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New Ancient Egyptian Human Mummies from the Valley of the Kings, Luxor: Anthropological, Radiological, and Egyptological Investigations.

Rühli F, Ikram S, Bickel S - Biomed Res Int (2015)

Bottom Line: This paper reports on newly discovered ancient Egyptian human mummified remains originating from the field seasons 2010-2012.A total of five human individuals have been examined so far and set into an Egyptological context.This project highlights the importance of ongoing excavation and science efforts even in well-studied areas of Egypt such as the Kings' Valley.

View Article: PubMed Central - PubMed

Affiliation: Institute of Evolutionary Medicine, University of Zurich, 8057 Zurich, Switzerland.

ABSTRACT
The Valley of the Kings (arab. Wadi al Muluk; KV) situated on the West Bank near Luxor (Egypt) was the site for royal and elite burials during the New Kingdom (ca. 1500-1100 BC), with many tombs being reused in subsequent periods. In 2009, the scientific project "The University of Basel Kings' Valley Project" was launched. The main purpose of this transdisciplinary project is the clearance and documentation of nonroyal tombs in the surrounding of the tomb of Pharaoh Thutmosis III (ca. 1479-1424 BC; KV 34). This paper reports on newly discovered ancient Egyptian human mummified remains originating from the field seasons 2010-2012. Besides macroscopic assessments, the remains were conventionally X-rayed by a portable X-ray unit in situ inside KV 31. These image data serve as basis for individual sex and age determination and for the study of probable pathologies and embalming techniques. A total of five human individuals have been examined so far and set into an Egyptological context. This project highlights the importance of ongoing excavation and science efforts even in well-studied areas of Egypt such as the Kings' Valley.

No MeSH data available.


Related in: MedlinePlus

(a), (b): overview of mummy C3 (a), close-up of left hand with flexed fingers II–V (b).
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fig5: (a), (b): overview of mummy C3 (a), close-up of left hand with flexed fingers II–V (b).

Mentions: The stature in situ measures ca. 156 cm. However, based on the measurement of humerus, radius, and tibia [19] an average of ca. 165 cm can be assumed—rather a dramatic difference. Based on the pelvis morphology, this is rather a female individual, whereas the skull shows a slight masculine tendency. Its age is most likely young adult, most long bone epiphyses seem fused, and the teeth show a rather low degree of abrasion; yet both iliac crest epiphyses are slightly visible (ca. 20–25 yrs). On the whole, it is more likely to be a male individual.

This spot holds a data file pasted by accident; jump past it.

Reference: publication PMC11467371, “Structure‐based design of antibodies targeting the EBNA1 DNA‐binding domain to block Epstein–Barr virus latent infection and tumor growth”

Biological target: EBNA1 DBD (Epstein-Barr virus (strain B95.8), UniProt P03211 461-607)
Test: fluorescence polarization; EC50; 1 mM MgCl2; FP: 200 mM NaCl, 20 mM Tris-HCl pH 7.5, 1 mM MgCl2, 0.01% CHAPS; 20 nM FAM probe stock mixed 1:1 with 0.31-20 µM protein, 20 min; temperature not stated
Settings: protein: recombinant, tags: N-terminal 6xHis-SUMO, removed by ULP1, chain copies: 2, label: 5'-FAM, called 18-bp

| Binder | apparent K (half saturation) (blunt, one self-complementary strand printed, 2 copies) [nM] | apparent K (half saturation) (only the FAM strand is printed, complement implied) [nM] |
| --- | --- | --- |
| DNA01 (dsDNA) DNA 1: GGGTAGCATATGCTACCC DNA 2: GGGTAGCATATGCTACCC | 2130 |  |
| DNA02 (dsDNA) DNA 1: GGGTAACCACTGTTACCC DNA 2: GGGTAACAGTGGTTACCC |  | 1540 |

New Ancient Egyptian Human Mummies from the Valley of the Kings, Luxor: Anthropological, Radiological, and Egyptological Investigations.

Rühli F, Ikram S, Bickel S - Biomed Res Int (2015)

(a), (b): overview of mummy C3 (a), close-up of left hand with flexed fingers II–V (b).
© Copyright Policy - open-access
Related In: Results  -  Collection

Show All Figures
getmorefigures.php?uid=PMC4544442&req=5

fig5: (a), (b): overview of mummy C3 (a), close-up of left hand with flexed fingers II–V (b).
Mentions: The stature in situ measures ca. 156 cm. However, based on the measurement of humerus, radius, and tibia [19] an average of ca. 165 cm can be assumed—rather a dramatic difference. Based on the pelvis morphology, this is rather a female individual, whereas the skull shows a slight masculine tendency. Its age is most likely young adult, most long bone epiphyses seem fused, and the teeth show a rather low degree of abrasion; yet both iliac crest epiphyses are slightly visible (ca. 20–25 yrs). On the whole, it is more likely to be a male individual.

Bottom Line: This paper reports on newly discovered ancient Egyptian human mummified remains originating from the field seasons 2010-2012.A total of five human individuals have been examined so far and set into an Egyptological context.This project highlights the importance of ongoing excavation and science efforts even in well-studied areas of Egypt such as the Kings' Valley.

View Article: PubMed Central - PubMed

Affiliation: Institute of Evolutionary Medicine, University of Zurich, 8057 Zurich, Switzerland.

ABSTRACT
The Valley of the Kings (arab. Wadi al Muluk; KV) situated on the West Bank near Luxor (Egypt) was the site for royal and elite burials during the New Kingdom (ca. 1500-1100 BC), with many tombs being reused in subsequent periods. In 2009, the scientific project "The University of Basel Kings' Valley Project" was launched. The main purpose of this transdisciplinary project is the clearance and documentation of nonroyal tombs in the surrounding of the tomb of Pharaoh Thutmosis III (ca. 1479-1424 BC; KV 34). This paper reports on newly discovered ancient Egyptian human mummified remains originating from the field seasons 2010-2012. Besides macroscopic assessments, the remains were conventionally X-rayed by a portable X-ray unit in situ inside KV 31. These image data serve as basis for individual sex and age determination and for the study of probable pathologies and embalming techniques. A total of five human individuals have been examined so far and set into an Egyptological context. This project highlights the importance of ongoing excavation and science efforts even in well-studied areas of Egypt such as the Kings' Valley.

No MeSH data available.


Related in: MedlinePlus